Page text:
Russian Navy - Fleet Modernization 1990s
The collapse of the Soviet Union was the most painful blow to the Navy, as it was the most expensive component in the defense of the country. Funding was at such a low level that there was not enough money even to pay the sailors, not to mention keeping the ships in combat readiness. There was a massive withdrawal of ships, and thus began their sale basically, for a pittance. This was something that could be sold. More than a hundred submarines, most of them with nuclear reactors, were rotting in the sludge.
And most importantly - the Navy lost staffing. The situation was not up to the oceans. The surviving ships were mostly just standing at the dock. That issue was how to maintain the protection of maritime borders, and the border guards "bailed" from virtually all light-duty fleet vehicles that are suitable for their service. In course they went even to fishing trawlers and seiners that were adapted for the border service, equipping them with some weapons. Serving on them was certainly more comfortable, but when they catch violators, their slow speed made apprehension almost impossible.
The fleet was gradually sinking into oblivion. From the old "sweet" life there were a lot of unfinished ships. It was necessary to quickly resolve the issue with them to make at least a shipyard for the construction of much-needed civil ships.
Like the rest of the Russian armed forces, the Navy faced severe financial constraints which affected procurement, readiness, manning and morale. To manage the impact of its resource problems, the Russian Navy, in the early 1990's, made a series of hard choices aimed at preserving its core submarine force capabilities. These included early retirements of older and less capable units, strict controls on operating tempo, and focused maintenance on its best units.
By the early 1990s the Russian Navy appeared unable to deploy more than a few ships. According to a Russian source, in 1996 most ships were at a relatively low readiness level, with most units remaining close to home port. The Russian submarine force has been investing in its tactical and operational development by conducting demanding anti-SSBN and anti-Surface deployments near the US and allied nations. According to one intelligence estimate, more than half of the 1996 fleet was capable of moving undetected into Western sea-lanes.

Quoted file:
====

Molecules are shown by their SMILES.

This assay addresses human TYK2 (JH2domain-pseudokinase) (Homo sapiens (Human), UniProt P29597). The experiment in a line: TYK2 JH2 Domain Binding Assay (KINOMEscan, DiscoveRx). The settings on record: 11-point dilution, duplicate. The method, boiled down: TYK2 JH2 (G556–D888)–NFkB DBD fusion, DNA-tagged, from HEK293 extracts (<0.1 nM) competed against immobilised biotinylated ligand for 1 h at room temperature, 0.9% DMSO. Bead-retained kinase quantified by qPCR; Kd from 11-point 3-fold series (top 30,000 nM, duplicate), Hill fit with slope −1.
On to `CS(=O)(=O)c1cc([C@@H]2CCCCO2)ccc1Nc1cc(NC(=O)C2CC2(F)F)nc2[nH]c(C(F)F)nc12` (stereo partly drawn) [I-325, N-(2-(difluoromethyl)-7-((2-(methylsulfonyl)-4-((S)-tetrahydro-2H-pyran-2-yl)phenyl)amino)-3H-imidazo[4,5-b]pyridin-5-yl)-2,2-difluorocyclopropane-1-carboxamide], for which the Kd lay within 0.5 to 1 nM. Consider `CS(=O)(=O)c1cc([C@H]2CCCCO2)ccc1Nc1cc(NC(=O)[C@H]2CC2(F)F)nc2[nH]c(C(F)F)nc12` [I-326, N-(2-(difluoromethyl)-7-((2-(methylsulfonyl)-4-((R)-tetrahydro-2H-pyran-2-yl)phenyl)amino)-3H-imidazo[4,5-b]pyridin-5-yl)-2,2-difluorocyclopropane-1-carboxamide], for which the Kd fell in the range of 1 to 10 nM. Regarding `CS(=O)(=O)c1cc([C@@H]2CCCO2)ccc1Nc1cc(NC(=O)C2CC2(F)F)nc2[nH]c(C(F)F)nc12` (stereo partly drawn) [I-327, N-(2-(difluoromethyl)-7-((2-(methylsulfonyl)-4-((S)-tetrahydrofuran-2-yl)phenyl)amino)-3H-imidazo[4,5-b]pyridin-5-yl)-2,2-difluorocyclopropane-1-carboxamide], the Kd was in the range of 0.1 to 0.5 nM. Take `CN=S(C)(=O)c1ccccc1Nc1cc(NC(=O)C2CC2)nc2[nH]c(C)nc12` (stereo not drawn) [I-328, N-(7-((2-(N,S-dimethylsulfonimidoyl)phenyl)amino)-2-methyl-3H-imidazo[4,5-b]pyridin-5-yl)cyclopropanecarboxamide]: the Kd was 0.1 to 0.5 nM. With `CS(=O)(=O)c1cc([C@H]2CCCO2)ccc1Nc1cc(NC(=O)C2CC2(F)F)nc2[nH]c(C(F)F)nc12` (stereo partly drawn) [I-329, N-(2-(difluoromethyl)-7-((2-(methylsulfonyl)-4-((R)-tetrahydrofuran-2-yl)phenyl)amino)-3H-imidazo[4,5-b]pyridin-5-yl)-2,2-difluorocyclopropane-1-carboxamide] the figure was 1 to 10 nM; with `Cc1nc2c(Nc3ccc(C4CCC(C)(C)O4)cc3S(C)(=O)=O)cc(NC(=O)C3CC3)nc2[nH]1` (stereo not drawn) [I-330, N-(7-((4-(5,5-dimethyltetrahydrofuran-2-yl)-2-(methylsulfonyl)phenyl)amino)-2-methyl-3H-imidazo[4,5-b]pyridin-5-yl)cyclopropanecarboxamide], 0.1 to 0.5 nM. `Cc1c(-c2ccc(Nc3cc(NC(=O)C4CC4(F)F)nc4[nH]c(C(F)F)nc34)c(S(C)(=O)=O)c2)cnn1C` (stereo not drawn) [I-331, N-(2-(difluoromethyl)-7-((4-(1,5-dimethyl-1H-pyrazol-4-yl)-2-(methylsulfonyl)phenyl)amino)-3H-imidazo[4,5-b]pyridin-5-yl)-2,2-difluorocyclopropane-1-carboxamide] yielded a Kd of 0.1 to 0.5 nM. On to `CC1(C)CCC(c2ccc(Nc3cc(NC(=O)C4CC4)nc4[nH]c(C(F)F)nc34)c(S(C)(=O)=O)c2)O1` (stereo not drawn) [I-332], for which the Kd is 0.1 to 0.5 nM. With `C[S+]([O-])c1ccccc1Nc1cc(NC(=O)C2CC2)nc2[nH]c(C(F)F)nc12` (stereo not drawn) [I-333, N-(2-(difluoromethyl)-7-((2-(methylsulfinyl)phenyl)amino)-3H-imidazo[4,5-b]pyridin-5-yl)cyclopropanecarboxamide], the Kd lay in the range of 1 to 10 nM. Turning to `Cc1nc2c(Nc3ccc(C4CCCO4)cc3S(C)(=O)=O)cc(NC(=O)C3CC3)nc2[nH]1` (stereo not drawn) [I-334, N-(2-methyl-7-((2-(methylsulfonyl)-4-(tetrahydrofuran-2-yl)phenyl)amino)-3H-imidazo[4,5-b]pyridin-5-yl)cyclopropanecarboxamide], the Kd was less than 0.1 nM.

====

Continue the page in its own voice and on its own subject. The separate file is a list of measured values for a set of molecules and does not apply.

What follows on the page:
By the late 1990s, however, the annual "West" excercise series involved up to 50,000 troops from five military districts and three naval fleets. The West'99 exercise conducted in June 1999 involved more than 30 ships, four submarines, and the nuclear-powered Kirov, as well as Russian air force and navy aircraft capable of launching air-to-air and air-to-ground cruise missiles. A similar array of forces was deployed for the West'00 excercise conducted in August 2000 [during which the submarine Kursk was lost].
During the period between 1990 and 1995 the number of ships declined by 50 percent, and fleet aircraft by 66 percent. As of December 1998 the Russian Navy had taken 170 nuclear-powered submarines out of operation, but 130 had not been dismantled and between 110 and 115 still have operating nuclear reactors on board. As of 1997 it was estimated that the Navy was losing thirteen to fifteen ships each month. According to "THE WORLD OCEAN - CONCEPT of the Purpose-Oriented Federal Program" APPROVED by Decree # 11 dated January 11, 1997 of the President of the Russian Federation, the principal task of the first phase, 1997-2002, "is to stop the uncontrolled decline, and stabilize the main parameters characterizing activity of Russia in the World Ocean".
In 1997 Rear Admiral Valery Aleksin of the Russian Navy suggested that Russia needed a Navy of 300-320 modern combat ships, about one-third the size of the Navy in 1990. He suggested that this should consist of 20 SSBNs in the North and Pacific Fleets (one-third of the 1990 force), of which 12-15 should be ready for action. He also called for a force of at least 70 SSNs and up to 40 modern conventionally powered submarines. An unspecified number of large aircraft carriers [though more than one] would each carry some 50 air-defense fighters and 10 antisubmarine aircraft. The surface force would consist of 10-12 guided-missile cruisers, 35-40 guided-missile destroyers, and 40-50 guided-missile frigates. To these forces he would add s 30-40 amphibious ships, at least 60 ready missile boats and 70 mine sweepers. [Russia Needs a Strong Navy]
However, Rear Admiral Aleksin observed that